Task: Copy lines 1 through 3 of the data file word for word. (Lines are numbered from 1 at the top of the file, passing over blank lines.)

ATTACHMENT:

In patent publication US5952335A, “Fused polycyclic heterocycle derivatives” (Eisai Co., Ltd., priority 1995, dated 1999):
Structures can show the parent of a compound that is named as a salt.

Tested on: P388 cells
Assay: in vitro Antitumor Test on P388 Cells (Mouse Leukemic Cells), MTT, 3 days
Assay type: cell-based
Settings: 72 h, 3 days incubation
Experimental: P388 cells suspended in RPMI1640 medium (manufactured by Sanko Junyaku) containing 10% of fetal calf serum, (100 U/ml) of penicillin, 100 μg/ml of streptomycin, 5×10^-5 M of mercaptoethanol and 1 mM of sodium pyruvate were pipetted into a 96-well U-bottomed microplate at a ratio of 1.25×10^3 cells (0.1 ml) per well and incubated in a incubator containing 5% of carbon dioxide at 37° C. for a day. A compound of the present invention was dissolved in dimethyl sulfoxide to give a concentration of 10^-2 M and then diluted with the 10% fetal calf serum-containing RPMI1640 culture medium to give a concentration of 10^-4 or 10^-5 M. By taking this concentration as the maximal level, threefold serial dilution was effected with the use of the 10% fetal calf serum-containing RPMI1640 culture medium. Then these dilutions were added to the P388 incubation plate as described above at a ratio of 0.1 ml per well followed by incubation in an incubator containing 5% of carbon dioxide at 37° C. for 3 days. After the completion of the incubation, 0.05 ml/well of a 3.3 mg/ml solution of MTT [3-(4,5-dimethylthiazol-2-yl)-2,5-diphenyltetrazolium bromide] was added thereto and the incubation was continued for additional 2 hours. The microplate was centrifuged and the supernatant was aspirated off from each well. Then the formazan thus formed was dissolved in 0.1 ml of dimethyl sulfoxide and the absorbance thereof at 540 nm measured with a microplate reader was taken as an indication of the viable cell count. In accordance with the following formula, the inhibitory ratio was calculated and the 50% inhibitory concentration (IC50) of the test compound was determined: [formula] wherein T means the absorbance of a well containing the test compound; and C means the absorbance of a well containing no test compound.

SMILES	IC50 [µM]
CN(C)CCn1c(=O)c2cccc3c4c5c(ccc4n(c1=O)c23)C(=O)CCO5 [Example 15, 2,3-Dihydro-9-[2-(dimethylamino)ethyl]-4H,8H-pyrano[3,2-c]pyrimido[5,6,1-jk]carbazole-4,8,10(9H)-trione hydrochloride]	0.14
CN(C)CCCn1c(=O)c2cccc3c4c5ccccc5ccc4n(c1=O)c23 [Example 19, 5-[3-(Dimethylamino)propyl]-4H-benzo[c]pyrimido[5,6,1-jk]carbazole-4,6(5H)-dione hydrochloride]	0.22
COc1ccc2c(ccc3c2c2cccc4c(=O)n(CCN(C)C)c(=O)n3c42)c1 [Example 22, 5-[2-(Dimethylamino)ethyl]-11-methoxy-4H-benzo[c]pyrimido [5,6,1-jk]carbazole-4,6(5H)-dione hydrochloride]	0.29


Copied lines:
In patent publication US5952335A, “Fused polycyclic heterocycle derivatives” (Eisai Co., Ltd., priority 1995, dated 1999):
Structures can show the parent of a compound that is named as a salt.

Tested on: P388 cells